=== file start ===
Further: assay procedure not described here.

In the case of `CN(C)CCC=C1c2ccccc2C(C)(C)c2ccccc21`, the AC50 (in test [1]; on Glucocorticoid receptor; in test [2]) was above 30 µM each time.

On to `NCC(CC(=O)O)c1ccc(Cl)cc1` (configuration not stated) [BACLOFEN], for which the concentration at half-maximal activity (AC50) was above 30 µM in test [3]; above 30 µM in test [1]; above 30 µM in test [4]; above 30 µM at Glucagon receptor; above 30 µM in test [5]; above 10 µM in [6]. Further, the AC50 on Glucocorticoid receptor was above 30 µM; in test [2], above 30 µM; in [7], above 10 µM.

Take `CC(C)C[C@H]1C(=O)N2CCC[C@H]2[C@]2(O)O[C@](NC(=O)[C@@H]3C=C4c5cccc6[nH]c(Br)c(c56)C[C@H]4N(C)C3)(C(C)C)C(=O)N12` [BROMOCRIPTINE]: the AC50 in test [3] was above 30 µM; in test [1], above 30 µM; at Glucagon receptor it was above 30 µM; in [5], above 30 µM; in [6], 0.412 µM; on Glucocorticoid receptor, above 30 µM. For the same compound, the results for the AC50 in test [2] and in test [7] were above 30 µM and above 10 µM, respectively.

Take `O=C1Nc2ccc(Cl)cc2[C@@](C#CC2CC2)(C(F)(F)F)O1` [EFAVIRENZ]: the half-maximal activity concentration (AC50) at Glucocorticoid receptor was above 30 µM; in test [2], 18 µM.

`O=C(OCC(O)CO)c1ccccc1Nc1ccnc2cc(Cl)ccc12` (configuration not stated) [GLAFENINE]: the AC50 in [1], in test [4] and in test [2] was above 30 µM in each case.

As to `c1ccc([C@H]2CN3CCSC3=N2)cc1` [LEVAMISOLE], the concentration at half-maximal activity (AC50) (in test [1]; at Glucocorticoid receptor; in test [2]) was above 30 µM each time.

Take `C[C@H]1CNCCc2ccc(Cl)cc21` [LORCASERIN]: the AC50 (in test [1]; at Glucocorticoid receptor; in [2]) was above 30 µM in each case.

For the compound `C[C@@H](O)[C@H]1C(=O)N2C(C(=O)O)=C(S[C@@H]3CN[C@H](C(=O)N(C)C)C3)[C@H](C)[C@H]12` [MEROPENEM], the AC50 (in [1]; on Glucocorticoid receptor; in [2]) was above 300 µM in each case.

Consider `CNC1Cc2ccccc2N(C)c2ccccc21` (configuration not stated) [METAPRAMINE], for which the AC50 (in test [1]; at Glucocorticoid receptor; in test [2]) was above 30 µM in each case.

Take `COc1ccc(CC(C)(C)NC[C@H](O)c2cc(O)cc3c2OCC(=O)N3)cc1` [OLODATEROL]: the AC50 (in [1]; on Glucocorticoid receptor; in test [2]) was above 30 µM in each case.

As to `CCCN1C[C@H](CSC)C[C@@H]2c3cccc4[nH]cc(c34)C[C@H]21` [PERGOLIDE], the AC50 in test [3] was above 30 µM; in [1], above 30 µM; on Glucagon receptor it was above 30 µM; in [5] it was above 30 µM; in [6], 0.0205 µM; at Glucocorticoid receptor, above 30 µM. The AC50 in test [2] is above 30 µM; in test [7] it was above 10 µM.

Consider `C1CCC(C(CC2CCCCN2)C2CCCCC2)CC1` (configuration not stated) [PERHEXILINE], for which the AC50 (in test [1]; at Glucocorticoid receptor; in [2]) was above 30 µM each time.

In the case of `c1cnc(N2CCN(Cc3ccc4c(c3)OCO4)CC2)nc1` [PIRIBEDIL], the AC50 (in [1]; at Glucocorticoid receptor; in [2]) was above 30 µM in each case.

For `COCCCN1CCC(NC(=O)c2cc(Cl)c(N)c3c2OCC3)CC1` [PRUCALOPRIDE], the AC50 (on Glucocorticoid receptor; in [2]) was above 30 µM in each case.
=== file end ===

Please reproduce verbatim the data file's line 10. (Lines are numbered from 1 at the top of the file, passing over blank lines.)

Consider `CNC1Cc2ccccc2N(C)c2ccccc21` (configuration not stated) [METAPRAMINE], for which the AC50 (in test [1]; at Glucocorticoid receptor; in test [2]) was above 30 µM in each case.